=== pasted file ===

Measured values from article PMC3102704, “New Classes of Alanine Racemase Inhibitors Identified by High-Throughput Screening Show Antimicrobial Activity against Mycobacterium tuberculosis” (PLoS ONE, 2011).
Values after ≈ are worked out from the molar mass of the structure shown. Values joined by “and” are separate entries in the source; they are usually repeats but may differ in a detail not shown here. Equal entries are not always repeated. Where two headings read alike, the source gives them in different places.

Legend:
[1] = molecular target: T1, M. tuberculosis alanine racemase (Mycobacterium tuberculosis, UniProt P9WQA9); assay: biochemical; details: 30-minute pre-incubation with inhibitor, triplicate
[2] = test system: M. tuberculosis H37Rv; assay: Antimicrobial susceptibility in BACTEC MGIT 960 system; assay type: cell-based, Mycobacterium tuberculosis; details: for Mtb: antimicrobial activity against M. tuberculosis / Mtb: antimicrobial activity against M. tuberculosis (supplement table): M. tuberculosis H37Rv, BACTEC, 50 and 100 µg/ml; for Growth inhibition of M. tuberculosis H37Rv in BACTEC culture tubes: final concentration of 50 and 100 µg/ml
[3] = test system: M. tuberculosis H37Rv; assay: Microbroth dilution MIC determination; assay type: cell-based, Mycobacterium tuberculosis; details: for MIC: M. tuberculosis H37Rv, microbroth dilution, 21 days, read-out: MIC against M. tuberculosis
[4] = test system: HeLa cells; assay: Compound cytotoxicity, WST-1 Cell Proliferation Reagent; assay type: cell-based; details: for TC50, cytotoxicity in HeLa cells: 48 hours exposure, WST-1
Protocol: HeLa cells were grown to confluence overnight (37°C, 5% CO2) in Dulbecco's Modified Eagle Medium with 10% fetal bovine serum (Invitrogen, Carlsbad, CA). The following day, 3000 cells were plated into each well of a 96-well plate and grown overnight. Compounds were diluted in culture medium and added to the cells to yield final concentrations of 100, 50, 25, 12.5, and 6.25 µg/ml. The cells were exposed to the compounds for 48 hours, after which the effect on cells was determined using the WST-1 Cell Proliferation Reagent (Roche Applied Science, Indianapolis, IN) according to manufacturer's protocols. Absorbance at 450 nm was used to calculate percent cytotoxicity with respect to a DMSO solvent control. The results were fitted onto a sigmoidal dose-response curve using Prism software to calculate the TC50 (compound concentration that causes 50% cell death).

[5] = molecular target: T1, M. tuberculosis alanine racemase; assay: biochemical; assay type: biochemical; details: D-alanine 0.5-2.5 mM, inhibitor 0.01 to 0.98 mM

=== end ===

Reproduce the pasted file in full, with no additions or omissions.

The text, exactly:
Measured values from article PMC3102704, “New Classes of Alanine Racemase Inhibitors Identified by High-Throughput Screening Show Antimicrobial Activity against Mycobacterium tuberculosis” (PLoS ONE, 2011).
Values after ≈ are worked out from the molar mass of the structure shown. Values joined by “and” are separate entries in the source; they are usually repeats but may differ in a detail not shown here. Equal entries are not always repeated. Where two headings read alike, the source gives them in different places.

Legend:
[1] = molecular target: T1, M. tuberculosis alanine racemase (Mycobacterium tuberculosis, UniProt P9WQA9); assay: biochemical; details: 30-minute pre-incubation with inhibitor, triplicate
[2] = test system: M. tuberculosis H37Rv; assay: Antimicrobial susceptibility in BACTEC MGIT 960 system; assay type: cell-based, Mycobacterium tuberculosis; details: for Mtb: antimicrobial activity against M. tuberculosis / Mtb: antimicrobial activity against M. tuberculosis (supplement table): M. tuberculosis H37Rv, BACTEC, 50 and 100 µg/ml; for Growth inhibition of M. tuberculosis H37Rv in BACTEC culture tubes: final concentration of 50 and 100 µg/ml
[3] = test system: M. tuberculosis H37Rv; assay: Microbroth dilution MIC determination; assay type: cell-based, Mycobacterium tuberculosis; details: for MIC: M. tuberculosis H37Rv, microbroth dilution, 21 days, read-out: MIC against M. tuberculosis
[4] = test system: HeLa cells; assay: Compound cytotoxicity, WST-1 Cell Proliferation Reagent; assay type: cell-based; details: for TC50, cytotoxicity in HeLa cells: 48 hours exposure, WST-1
Protocol: HeLa cells were grown to confluence overnight (37°C, 5% CO2) in Dulbecco's Modified Eagle Medium with 10% fetal bovine serum (Invitrogen, Carlsbad, CA). The following day, 3000 cells were plated into each well of a 96-well plate and grown overnight. Compounds were diluted in culture medium and added to the cells to yield final concentrations of 100, 50, 25, 12.5, and 6.25 µg/ml. The cells were exposed to the compounds for 48 hours, after which the effect on cells was determined using the WST-1 Cell Proliferation Reagent (Roche Applied Science, Indianapolis, IN) according to manufacturer's protocols. Absorbance at 450 nm was used to calculate percent cytotoxicity with respect to a DMSO solvent control. The results were fitted onto a sigmoidal dose-response curve using Prism software to calculate the TC50 (compound concentration that causes 50% cell death).

[5] = molecular target: T1, M. tuberculosis alanine racemase; assay: biochemical; assay type: biochemical; details: D-alanine 0.5-2.5 mM, inhibitor 0.01 to 0.98 mM